April 20, 2011
NASA will be facing a difficult task with the retirement of its current space fleet, especially when there is nothing set in stone for the future of the space program. At this point our concerns with the space shuttle program are irrelevant, as Tom Chivers reports because according to Dr. Richard Fished, NASA’s director of Heliophysics division predicts the world is doomed in 2013. The concern in 2013 is projecting that the sun will reach the end of its 50 year old stage cycle where large events involving solar flares are expecting to occur. A solar flare is a sudden and rapid release of bright light from the sun. This means that magnetic energy gets built up for some time and without warning, gets released.
However, this is nothing that should be recognized out of the ordinary, because a similar incident occurred in 1859, when a solar storm burned telegraph wires all across Europe and the United States. Scientist are expecting things to be much worse with today’s technology, meaning that navigation systems will go wacky, causing planes to drop like birds and compasses will spin out of control, and phone signals may be interrupted. Dr. Tony Phillips reports in Science News, that the Earth magnetic field is expected to increase, causing quite a stir something similar to the events in the popular movie The Day After Tomorrow.
NASA has been working diligently with Congress to help prevent such incidents from occurring if a major solar flare were to happen. NASA does want to inform people of how dangerous and real these solar flares are, but are preventable if the proper steps are taken. NASA is aware of when many solar flares take place, and have the ability to shut down satellites, and communication systems which are protected by shields to avoid high levels of electromagnetic activity. While some day Earth may be doomed by solar flares or other catastrophic events, it would be considered out of the ordinary at this point.
What needs to be realized is these solar flares or catastrophic events, should never be overlooked. Even though NASA, has a handful of problems to deal with including its scientific research, the International Space Station, our current shuttle program and satellite mission; its possible events like these NASA must be prepared for. Yet, with no budget and overspending on projects that have yet to help our space program, NASA seems to be providing little help. If NASA doesn’t react and come to its senses quick enough, Johnson Space Center will never live down its famous phrase, “Houston. . . We Have a Problem!”
April 18, 2011
Four Museums were granted their ultimate wish on Tuesday (April 12, 2011) to be one of the select few to ever display a NASA space shuttle. Kennedy Space Center, Florida; Smithsonian’s National Air and Space Museum, in Washington D.C.; the California Science Center, Los Angeles; and the Intrepid Sea, Air and Space Museum, New York; were selected by NASA among a total of 21 museums around the country that placed a bid for a space shuttle to have a permanent home. NASA Administrator and former astronaut Charles Bolden announced the locations of the space shuttles, while being a bit emotional. Yet, he reminded NASA and its selected museums to stay that the journey of our space shuttles are far from over. Museums still need to build exibits, along with much planning and preperation to transport each shuttle.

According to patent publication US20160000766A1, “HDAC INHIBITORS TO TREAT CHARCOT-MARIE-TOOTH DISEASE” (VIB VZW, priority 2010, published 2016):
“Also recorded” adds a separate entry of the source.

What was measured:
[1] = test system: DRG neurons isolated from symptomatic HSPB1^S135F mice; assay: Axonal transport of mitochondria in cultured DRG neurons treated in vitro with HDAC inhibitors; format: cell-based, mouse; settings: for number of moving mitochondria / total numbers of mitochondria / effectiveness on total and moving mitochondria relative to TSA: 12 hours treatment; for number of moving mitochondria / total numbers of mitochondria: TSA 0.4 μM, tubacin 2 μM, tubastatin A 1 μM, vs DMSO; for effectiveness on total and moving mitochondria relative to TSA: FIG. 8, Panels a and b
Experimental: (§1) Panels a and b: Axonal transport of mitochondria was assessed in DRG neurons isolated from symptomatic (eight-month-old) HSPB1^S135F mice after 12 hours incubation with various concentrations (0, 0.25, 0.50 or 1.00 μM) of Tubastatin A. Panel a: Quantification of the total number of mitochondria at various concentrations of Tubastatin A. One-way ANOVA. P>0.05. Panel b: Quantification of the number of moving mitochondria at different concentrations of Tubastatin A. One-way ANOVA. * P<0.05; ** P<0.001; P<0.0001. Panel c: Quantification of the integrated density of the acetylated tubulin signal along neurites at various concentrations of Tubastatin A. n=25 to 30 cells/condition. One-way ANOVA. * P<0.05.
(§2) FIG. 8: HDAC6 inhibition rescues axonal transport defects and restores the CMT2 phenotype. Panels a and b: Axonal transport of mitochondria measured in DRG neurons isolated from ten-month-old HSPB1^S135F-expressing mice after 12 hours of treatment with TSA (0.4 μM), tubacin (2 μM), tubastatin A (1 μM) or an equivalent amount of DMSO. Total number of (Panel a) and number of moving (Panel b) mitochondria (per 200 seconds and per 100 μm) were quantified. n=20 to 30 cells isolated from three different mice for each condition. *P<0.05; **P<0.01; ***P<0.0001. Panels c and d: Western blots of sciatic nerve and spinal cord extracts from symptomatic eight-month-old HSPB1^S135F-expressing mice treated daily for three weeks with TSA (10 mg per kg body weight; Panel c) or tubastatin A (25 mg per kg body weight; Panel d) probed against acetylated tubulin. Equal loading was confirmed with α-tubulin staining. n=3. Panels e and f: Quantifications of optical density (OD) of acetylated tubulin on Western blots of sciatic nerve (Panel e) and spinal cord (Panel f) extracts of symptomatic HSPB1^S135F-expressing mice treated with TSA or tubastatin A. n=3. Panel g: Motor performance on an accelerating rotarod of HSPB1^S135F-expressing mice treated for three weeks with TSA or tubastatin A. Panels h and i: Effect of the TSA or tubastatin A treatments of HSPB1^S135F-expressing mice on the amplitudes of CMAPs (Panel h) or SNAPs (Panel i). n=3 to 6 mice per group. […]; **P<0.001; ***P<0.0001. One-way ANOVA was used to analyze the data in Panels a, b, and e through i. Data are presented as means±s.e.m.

Yet, the real question that remains, what about the other museums that were not granted a space shuttle? NPR’s Nell Greenfieldboyce explains that some museums decided to take a gamble, for instance like Seattle’s Museum of Flight which had already began construction on its new space gallery and Chicago’s Adler Planetarium had architectural designs in the works. Both were hoping that these factors would help them retrieve a space shuttle to put on display in their museum, however, it didn’t help.
Yet, the big surprise that day was that no space shuttle would be in the state of Texas. George Bush Presidential Library, The Brazos Valley Museum of Natural History, and not even Johnson Space Center (NASA Mission Control) received a space shuttle to put on display. Fox News reported that this news release sent a ripple effect throughout the great state, leaving many people including NASA employees rather disappointed. Republican U.S. Senator John Cornyn of Texas expressed his disappointment in NASA’s decision because Johnson Space Center is a main priority when it comes to the human space flight program. U.S. Congressman Kevin Brady was outraged by this decision and believes that stupidity and politics lead to NASA’s decision, and once again they left Johnson Space Center out.
It was interesting to see how big of a deal the final resting locations would be for the NASA shuttles. Even with America facing economic problems, museums were still willing to spend money and take a chance at acquiring a space shuttle. While these space shuttles are a significant part of history it still seemed like quiet a gamble, that has led many museums unhappy. From the standpoint of Texas, NASA has only betrayed one of its own agency’s.
April 13, 2011
Tuesday (April 12, 2011) is characterized as a memorable day in space innovation. NASA officials have describe this day as one filled with much emotion and anticipation. It was 30 years ago from this date that sparked our nation’s first shuttle launch into space and 50 years ago of Soviet cosmonaut Yuri Gagarin journey to space. However, the real historic moment of today’s news, was the press conference called by NASA Administrator and former astronaut Charles Bolden to announce the retirement homes (museums) that would have the honor of displaying one of the four remaining space shuttles (Atlantis, Discovery, Endeavor, and Enterprise).